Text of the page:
This year marked the tenth anniversary of the Flora in Winter event at the Worcester Art Museum. As part of this event, several special festivities and lectures were offered to the public. One of these events was a floral demonstration by Ann McDevitt, a Scottish floral designer who owns and operates her own business Flowers from the Heart in Sutton, Massachusetts.
From the start, Ann regaled and delighted her audience with her Scottish humor and stories of her adventures as a floral designer over the past twenty years. She came to floral design later in life, taking night classes in her native Scotland. She has competed in many competitions and flower shows across Britain, winning several first, second, and third place prizes. Most notably, she has designed flower arrangements for Queen Elizabeth II and the late Princess Diana. These experiences led to invitations to give workshops across Britain, Europe, and the United States.
In her demonstration at the Worcester Art Museum, Ann took us on a tour of Ireland, Spain, Russia, and Tunisia through her floral arrangements. Although Ann is Scottish, her mother was from Ireland and she took Ann and her siblings to Ireland to visit when they were children. As Ann told us about these trips, she put together an asymetrical arrangement of myrtle, Bells of Ireland, green tea roses, and white mums evoking the feeling of Ireland.
Ann explained that one of the differences between the floral competitions in Great Britain and the United States is that in Britain there are twenty entries per class whereas in the U.S. there are four.
At one of the competitions, she met Julia Clements, also known as Lady Seton, who is considered the founder of floral arranging. Lady Seton, who died last year at the age of 104, was a writer and public speaker who promoted floral arranging to the women of Britain after World War II as a way to lift their spriits and bring beauty into their homes during a time of austerity and rationing. Amazingly, she had had no previous experience other than a memory of floral arrangements she had seen on a visit to the States.
In the early 1990′s, Ann also met Nina Losolivia, the President of the Russian Flower Arranging Clubs, at a national competition and was subsequently invited to come to Russia to give workshops. After the bleakness of daily life in the Soviet Union, the Russian women were enthusiastic about flower arranging and eager to learn as much as they could from Ann. As a thank you gift, Ann was presented with a samovar, which is a Russian tea urn.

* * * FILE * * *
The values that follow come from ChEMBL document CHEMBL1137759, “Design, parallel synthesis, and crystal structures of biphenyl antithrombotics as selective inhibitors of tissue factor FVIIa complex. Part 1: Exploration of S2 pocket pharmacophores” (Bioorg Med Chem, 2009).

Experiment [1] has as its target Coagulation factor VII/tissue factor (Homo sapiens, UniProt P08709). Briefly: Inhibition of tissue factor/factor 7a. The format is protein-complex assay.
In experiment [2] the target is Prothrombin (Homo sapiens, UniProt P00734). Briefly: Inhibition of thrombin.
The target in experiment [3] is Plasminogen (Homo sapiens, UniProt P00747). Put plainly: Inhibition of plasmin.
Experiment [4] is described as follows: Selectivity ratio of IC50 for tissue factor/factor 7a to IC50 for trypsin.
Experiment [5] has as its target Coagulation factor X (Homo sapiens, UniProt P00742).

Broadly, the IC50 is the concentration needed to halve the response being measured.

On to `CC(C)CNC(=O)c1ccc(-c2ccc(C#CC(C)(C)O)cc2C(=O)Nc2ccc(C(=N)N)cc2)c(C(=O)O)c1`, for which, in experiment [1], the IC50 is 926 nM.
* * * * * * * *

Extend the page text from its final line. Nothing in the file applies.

Using this samovar, she created her next arrangement with a Russian theme in a Hogarth’s Curve design, which is “S” shaped. This arrangement consisted of myrtle, red and pink roses, and orchids.
Next, Ann took us to Spain. The horizontal arrangement of oranges, yellows, greens, and purples was created with dressina, ming fern, leucadendron, calla lillies, delphiniums, and spectacular orange roses known as “Voodoo”.
Then we were off to Tunisia, which Ann visited on a vacation. She went to a souk, or marketplace, where she came across some birdcages that she knew she could use in a floral arrangement. They were too expensive for her budget, but the woman merchant made a deal with Ann by looking in Ann’s purse and taking her cosmetics as payment! For the floral arrangement, Ann attached the flowers to the top of the birdcage. A combination of purple singapore, white narcissus called entropia, and pink stephanotis nicely draped over the side of the birdcage.
The two-hour demonstration ended with a show-stopping traditional triangle arrangement. Easily three feet high, the arrangement included esperance roses (pink and cream combination), purple stock, pink carnations, and purple delphiniums. An arrangement fit for a queen! While assembling this arrangement, Ann talked about meeting Queen Elizabeth, who she says is barely over five feet tall, quite small for someone with such an imposing presence. She said that when the queen or Princess Diana wanted flowers from her, it would be one of the ladies in waiting who would call. She did receive wonderful handwritten thank you letters from Princess Diana who Ann said was a truly warm human being.
I was so impressed with the time and energy Ann put into this demonstration. She had spent the better part of the previous week going to the market in Boston to buy flowers, preparing and preserving the flowers for each arrangement, and then setting up for the demonstration. Ann is in her seventies, but she could easily outdo many half her age in energy and vitality. She donated her time to the museum for this event and we were the richer for it . If you ever get the chance to see Ann giving a demonstration, I encourage you to go – you’ll have a great time!